Le Monde diplomatique, October 4, 2010
Afghanistan nine years on
the same militia commanders financed and supported by Washington in 2001 were already systematic human rights abusers whose actions had helped inspire the original formation of the Taliban movement
On 7 October 2001, the US-led invasion of Afghanistan began. Barely a month later, Kabul fell to the Northern Alliance. It was, it seemed to observers at the time, a short and relatively painless conflict. A new type of war that relied on using proxy local militia commanders and the power of the American air force appeared to have been fought with ease. No sooner had the world been made to take notice of the Taliban than they were defeated.
President Karzai takes the oath of office alongside Mohammad Qasim Fahim, left, and Karim Khalili, right, his vice-presidents. Both are well-known brutal warlords who made Kabul a bloodbath in the 1992-1996 civil war. (Photo: Paula Bronstein/Getty Images)
Today, that first autumn after 9/11 has long faded into memory for the people of Afghanistan. At best, it conjures up the same kind of sad emotions as an old photograph. At worst, it feels like a sham: a bitter prologue to yet another story of occupation and bloodshed. Much of what has happened since can be traced to that early period, when the war was painted just in black and white. Even then, victory was not certain and the boundaries between right and wrong, good and evil, were never clear-cut.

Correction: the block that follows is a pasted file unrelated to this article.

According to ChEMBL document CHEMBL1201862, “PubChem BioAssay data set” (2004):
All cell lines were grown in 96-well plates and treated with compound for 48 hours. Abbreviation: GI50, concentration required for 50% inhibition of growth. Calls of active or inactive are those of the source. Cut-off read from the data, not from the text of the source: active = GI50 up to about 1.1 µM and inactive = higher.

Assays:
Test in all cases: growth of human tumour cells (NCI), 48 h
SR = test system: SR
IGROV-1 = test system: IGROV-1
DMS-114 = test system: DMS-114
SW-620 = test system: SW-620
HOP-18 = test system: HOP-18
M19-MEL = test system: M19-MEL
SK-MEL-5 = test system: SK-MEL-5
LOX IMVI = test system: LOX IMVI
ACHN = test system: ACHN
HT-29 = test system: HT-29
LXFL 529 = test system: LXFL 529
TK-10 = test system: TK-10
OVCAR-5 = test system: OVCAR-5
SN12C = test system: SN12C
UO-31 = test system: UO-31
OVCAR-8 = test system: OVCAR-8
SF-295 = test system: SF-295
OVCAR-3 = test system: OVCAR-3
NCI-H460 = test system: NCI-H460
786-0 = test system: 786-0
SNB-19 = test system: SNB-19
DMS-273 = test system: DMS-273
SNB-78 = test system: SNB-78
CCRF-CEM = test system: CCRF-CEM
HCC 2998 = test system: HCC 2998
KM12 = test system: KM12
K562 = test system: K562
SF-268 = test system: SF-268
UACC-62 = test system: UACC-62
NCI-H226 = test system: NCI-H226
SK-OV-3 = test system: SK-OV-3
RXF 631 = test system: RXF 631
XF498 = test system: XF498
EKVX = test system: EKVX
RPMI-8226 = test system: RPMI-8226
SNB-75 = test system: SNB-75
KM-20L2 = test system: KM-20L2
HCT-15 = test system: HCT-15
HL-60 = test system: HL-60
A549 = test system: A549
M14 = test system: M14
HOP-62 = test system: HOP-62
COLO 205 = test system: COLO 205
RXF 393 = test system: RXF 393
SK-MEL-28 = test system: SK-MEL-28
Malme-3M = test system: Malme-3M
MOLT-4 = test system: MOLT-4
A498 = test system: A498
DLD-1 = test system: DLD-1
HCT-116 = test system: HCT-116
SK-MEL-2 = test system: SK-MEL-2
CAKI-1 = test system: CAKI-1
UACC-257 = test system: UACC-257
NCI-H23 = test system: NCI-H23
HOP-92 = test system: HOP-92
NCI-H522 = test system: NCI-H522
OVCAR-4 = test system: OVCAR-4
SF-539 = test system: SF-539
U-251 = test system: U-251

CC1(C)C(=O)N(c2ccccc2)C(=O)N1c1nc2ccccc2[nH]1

The questions being raised about the conflict now could, and should, have been asked at the very start. The seeds of the Taliban’s resurgence and the corruption of the Karzai administration were planted immediately, when many of the US troops who later died here were only children.
Relying on the Northern Alliance certainly meant that few US citizens were initially put in harm’s way in a country known for its hatred of foreign invaders. But it also demonstrated a profound or wilful ignorance of another aspect of Afghan history: the same militia commanders financed and supported by Washington in 2001 were already systematic human rights abusers whose actions had helped inspire the original formation of the Taliban movement.
From 1992-96, their fighters razed Kabul to the ground, killing tens of thousands of civilians. Under their leadership, homes were looted, women raped and men kidnapped and tortured. Abdul Rashid Dostum, a key Northern Alliance figure for the Americans, was among them. An ethnic Uzbek, he is also accused of massacring prisoners of war while working for the US during the invasion — something Pashtuns still mention when asked why they oppose the occupation. He has a ceremonial position in the Karzai government.
Mohammad Qasim Fahim, who swept his forces into Kabul in 2001, is well known for his hand in the chaos of the 1990s. He is now first vice-president.Other prominent figures in modern Afghan politics played a central role in the carnage and sectarian divisions of recent history. A number of them ran in September’s parliamentary election, which has become mired in allegations of widespread fraud.